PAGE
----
Remember that song from Rocky Horror Picture Show…Let’s Do the Time Warp Again? ?Some of the lyrics suggest that ‘it?s astounding?, ?time is fleeting’, and I have to say that is certainly true for me as I get older. Do you feel the same way? A post by Maria Popova titled?‘Why Time Slows Down When We are Afraid, Speeds Up as We Age, and Gets Warped on Vacation’?caught my attention – especially at this time of year when many of us have been on some form of vacation over the holidays.
In the post, Maria reviews?acclaimed BBC broadcaster and psychology writer?Claudia Hammond’s book?Time Warped: Unlocking the Mysteries of Time Perception.??This quote in particular caught my attention:
“We construct the experience of time in our minds, so it follows that we are able to change the elements we find troubling ? whether it?s trying to stop the years racing past, or speeding up time when we?re stuck in a queue, trying to live more in the present, or working out how long ago we last saw our old friends.”
Time really does slow down when we are in fear. ?If you have ever experienced an automobile accident, you know that it seems to happen in slow motion.? Well, Hammond says it is indeed a cognitive reality that time slows down on those fear-filled occasions. ?In?this post?in Discover Magazine, Don Foley and Steven Johnson demonstrate how recent research shows that when something bad happens to you, part of your brain begins thinking independently, storing its own memories so it can save/protect you the next time.
And, time really does speed up as we age. ?Part of the reason time seems to go slower when we are younger, is because of the amount of ‘novelty’ present in our lives. ?Think about your late teens and early 20’s, and all of the ‘firsts’ you experienced at that time: your first job, your first love, your first move away from home.
Finally, there is some warping that happens when we are on vacation too. ?Popova writes ‘…?one of the most enchanting instances of time-warping is what Hammond calls the Holiday Paradox ? ?the contradictory feeling that a good holiday whizzes by, yet feels long when you look back.? (An ?American translation? might term it the Vacation Paradox.) Her explanation of its underlying mechanisms is reminiscent of legendary psychologist Daniel Kahneman?s theory of?the clash between the ?experiencing self? and the ?remembering self?.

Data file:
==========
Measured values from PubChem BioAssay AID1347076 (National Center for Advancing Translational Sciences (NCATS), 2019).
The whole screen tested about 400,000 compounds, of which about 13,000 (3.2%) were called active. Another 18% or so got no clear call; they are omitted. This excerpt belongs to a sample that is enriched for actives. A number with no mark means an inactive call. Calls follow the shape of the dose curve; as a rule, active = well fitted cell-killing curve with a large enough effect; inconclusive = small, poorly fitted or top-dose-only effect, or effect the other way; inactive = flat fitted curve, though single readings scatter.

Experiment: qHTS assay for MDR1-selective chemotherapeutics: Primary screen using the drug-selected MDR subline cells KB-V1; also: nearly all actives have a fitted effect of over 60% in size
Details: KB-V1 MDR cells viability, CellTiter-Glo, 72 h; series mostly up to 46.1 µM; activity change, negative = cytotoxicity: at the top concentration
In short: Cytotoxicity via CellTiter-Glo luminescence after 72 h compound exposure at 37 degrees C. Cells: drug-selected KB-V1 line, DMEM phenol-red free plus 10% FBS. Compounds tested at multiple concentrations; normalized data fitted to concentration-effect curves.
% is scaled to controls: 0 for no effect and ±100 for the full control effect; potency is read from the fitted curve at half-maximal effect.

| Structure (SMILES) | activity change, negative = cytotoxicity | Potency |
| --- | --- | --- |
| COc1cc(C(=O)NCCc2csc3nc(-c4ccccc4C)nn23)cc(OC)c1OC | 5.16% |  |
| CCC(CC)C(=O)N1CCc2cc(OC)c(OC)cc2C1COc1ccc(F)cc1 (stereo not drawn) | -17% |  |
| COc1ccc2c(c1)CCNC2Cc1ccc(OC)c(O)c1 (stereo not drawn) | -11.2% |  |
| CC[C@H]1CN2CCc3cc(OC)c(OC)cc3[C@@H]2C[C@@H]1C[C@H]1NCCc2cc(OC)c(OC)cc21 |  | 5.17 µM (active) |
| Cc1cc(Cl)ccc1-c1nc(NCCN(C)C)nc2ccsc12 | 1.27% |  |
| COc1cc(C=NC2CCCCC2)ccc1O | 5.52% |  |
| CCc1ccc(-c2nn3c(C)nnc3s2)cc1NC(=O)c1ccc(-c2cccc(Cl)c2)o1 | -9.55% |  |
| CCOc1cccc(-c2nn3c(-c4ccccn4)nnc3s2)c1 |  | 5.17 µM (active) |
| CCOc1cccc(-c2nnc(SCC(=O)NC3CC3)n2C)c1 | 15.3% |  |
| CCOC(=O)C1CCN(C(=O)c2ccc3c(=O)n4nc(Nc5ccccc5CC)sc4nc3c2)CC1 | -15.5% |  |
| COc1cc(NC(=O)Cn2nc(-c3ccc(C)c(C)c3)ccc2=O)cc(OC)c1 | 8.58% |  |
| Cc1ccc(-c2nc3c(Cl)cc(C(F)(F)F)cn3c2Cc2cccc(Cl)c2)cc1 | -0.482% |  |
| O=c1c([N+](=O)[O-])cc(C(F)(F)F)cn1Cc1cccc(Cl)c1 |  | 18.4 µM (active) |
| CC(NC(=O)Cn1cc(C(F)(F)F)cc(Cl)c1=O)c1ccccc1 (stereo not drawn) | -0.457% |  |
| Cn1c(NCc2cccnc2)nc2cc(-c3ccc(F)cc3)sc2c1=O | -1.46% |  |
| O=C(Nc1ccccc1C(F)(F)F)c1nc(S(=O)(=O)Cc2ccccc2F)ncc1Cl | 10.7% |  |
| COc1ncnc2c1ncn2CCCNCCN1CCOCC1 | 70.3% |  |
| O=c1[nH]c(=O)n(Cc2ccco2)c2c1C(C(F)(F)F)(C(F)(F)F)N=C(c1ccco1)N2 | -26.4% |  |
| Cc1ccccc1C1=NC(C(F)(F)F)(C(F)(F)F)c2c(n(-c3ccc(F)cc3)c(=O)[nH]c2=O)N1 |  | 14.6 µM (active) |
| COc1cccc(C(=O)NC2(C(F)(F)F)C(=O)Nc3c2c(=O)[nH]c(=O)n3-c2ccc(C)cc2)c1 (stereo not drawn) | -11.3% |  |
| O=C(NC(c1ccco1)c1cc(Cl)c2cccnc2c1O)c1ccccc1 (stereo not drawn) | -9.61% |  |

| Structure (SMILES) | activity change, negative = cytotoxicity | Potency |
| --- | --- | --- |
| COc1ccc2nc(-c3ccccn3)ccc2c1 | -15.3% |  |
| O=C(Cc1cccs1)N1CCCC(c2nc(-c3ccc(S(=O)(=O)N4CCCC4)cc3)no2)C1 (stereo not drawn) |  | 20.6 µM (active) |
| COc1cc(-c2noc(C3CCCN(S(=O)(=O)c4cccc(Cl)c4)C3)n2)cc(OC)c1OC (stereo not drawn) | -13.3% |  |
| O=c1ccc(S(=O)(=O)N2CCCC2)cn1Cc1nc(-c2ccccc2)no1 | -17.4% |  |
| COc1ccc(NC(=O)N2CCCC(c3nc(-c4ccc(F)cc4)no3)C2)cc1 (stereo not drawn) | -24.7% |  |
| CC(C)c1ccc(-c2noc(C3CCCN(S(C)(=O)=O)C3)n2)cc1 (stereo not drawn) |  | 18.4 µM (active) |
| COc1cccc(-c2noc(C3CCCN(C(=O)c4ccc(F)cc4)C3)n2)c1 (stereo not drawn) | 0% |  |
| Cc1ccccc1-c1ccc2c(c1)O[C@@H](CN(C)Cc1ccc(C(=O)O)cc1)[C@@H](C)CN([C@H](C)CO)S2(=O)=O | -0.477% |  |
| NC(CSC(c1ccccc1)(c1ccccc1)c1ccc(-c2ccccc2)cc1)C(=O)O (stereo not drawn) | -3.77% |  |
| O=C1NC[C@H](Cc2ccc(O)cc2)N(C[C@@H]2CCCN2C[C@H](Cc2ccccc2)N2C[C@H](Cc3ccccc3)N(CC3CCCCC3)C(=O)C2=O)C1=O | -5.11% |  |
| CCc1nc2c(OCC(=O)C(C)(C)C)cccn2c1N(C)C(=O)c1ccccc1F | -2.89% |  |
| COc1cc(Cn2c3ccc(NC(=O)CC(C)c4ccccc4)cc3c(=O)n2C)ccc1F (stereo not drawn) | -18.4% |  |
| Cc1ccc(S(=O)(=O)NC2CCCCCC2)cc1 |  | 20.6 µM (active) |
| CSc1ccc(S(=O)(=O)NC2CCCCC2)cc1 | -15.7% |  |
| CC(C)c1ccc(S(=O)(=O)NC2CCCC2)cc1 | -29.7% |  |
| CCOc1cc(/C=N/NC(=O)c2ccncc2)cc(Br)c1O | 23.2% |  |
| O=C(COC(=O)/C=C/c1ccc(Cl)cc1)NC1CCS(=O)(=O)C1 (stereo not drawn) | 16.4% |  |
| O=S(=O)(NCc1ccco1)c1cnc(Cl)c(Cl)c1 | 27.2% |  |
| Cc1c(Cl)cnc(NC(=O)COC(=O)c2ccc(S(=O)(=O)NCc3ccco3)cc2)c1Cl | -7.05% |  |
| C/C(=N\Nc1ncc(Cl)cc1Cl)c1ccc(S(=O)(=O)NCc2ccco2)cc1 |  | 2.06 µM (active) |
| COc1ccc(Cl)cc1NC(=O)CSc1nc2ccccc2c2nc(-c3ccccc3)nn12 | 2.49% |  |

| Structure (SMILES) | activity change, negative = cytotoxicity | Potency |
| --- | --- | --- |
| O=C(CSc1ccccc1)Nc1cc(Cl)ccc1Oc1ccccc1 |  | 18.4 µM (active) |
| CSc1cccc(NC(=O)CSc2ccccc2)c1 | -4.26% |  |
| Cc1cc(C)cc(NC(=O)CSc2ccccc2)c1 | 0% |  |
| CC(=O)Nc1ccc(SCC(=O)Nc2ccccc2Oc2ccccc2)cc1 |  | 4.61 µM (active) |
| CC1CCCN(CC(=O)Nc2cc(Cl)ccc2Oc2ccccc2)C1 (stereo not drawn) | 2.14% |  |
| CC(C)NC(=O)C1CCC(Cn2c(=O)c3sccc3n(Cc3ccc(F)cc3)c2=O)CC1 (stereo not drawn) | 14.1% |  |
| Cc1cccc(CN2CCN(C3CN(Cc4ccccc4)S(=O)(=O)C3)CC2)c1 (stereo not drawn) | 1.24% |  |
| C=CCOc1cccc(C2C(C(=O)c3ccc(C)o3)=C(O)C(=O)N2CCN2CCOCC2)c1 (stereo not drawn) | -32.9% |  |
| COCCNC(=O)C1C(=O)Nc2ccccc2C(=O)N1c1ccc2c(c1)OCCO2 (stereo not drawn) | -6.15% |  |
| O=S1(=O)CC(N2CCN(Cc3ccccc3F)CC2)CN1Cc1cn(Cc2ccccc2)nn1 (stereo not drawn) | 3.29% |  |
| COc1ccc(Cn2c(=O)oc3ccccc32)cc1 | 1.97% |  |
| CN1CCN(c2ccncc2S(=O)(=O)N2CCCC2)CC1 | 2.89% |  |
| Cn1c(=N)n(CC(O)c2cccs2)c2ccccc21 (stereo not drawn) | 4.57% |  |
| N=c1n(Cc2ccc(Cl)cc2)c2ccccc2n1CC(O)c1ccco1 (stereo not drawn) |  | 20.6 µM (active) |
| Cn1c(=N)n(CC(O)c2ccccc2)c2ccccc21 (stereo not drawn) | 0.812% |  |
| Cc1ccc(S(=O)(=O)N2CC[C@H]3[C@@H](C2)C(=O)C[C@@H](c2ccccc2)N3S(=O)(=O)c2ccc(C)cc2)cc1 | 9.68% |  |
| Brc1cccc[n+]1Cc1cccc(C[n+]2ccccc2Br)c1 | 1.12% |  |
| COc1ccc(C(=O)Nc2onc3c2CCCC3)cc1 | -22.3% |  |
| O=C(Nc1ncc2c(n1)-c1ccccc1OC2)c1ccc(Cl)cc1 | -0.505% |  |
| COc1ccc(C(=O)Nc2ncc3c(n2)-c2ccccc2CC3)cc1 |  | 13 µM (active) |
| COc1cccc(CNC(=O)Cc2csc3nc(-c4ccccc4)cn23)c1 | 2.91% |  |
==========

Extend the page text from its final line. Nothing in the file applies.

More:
So what can we all do to mess with time in a meaningful way? ?Consider these warping strategies:
Do Something that Scares You:?You do not need to risk your life to experience the rush of adrenalin that you get when you are in real fear. You can simply do something that for you ? is a bit of a risk. What conversation do you need to have, that you have been avoiding? Have it.? What story could you tell your team that shows your vulnerability? Share it. What’s been on your ‘bucket list’ that you could make a reality in 2014? ?Jump in.
Create Lots of Firsts: Decide, as you set goals for the New Year, to add novelty into your life. Do something for the first time. It might be something simple like arriving at work following a different route, changing your home routine, or going ‘commando‘ for a day. Or, it could be something bigger like taking your spouse out to the newest night club in town (which opens way past your bedtime of 9:30 p.m.), participating in a company social event for the first time, or entering a sporting event featuring a sport you have never tried. ?Do it.
Be in the Moment:?Be where you are. ?Just be. ?Practice letting everything else go and be present in your life.? Try something new (even if it scares you) and truly experience it in its fullness. ?Perhaps you need to tell someone in your life just how much you appreciate them.? You might feel vulnerable, and it might be a first for you. You can mess with time even more fully when you anticipate it, fully experience it, and then reminisce about it at the end of the day. Make every day a vacation. Be there.
Are you ready to do the time warp again? ?It’s a jump to the left and then a step to the right…
I wish you a hopeful, happy, and healthy 2014!
Deri Latimer is an expert in positive possibilities for people! She is one of fewer than 10% of speakers globally who hold the designation of CSP (Certified Speaking Professional), the international measure of excellence for professional competence, proven experience, and optimal client satisfaction. Deri combines a business degree in human resources management with 20 years of experience engaging audiences across every business sector. Deri provides inspiration and information to create psychologically healthy organizations for increased positivity, productivity, and profitability!